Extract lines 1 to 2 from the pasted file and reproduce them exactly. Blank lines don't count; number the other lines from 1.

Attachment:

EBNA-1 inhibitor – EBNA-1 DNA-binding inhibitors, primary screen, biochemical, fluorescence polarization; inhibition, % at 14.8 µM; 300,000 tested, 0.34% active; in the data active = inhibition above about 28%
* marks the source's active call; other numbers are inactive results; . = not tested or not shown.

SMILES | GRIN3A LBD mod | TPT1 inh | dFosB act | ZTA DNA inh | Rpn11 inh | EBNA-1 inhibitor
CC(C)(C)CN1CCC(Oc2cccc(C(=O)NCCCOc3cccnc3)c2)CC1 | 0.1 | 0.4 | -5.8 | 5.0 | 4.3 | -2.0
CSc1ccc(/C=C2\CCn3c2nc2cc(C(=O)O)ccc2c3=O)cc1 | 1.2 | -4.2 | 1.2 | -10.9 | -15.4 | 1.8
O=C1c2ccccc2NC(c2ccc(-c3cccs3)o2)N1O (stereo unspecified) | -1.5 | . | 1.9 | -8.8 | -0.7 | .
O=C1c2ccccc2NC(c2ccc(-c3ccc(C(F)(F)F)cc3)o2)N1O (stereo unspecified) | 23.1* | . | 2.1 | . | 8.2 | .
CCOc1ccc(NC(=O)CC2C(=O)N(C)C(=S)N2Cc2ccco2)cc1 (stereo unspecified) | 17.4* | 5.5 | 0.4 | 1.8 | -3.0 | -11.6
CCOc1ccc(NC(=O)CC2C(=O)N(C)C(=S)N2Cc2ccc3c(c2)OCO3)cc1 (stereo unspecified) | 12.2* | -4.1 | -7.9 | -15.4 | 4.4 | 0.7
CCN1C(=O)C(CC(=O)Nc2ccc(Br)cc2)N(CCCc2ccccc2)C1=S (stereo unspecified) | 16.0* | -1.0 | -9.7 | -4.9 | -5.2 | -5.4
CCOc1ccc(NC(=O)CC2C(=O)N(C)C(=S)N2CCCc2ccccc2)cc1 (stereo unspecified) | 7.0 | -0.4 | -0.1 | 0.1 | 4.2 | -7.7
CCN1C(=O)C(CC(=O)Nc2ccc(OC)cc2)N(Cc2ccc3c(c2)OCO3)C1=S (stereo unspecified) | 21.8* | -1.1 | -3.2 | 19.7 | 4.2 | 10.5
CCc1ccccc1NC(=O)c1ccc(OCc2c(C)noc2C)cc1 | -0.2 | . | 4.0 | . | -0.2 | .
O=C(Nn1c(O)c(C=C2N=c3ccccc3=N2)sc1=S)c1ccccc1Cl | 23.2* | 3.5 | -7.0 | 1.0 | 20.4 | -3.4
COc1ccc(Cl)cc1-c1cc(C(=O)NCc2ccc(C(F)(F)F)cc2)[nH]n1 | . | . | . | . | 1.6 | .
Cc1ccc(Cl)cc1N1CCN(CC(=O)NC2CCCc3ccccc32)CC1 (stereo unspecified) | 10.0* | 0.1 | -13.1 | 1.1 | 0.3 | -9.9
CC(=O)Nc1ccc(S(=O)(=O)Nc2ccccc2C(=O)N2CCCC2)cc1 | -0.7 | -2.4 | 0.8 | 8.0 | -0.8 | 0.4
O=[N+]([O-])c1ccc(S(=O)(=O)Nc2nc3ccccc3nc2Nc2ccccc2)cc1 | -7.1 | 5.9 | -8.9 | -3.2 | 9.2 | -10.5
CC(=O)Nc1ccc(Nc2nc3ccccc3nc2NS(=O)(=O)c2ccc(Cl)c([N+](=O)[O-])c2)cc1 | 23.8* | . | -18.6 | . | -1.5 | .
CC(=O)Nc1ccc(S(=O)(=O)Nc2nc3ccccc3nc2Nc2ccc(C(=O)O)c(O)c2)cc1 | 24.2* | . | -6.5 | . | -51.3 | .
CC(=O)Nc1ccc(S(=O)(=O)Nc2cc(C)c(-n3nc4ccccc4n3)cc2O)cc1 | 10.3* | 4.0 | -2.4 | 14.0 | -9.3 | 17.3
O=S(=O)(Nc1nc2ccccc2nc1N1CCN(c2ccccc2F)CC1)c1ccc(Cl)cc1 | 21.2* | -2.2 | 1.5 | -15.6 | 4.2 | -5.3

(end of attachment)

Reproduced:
EBNA-1 inhibitor – EBNA-1 DNA-binding inhibitors, primary screen, biochemical, fluorescence polarization; inhibition, % at 14.8 µM; 300,000 tested, 0.34% active; in the data active = inhibition above about 28%
* marks the source's active call; other numbers are inactive results; . = not tested or not shown.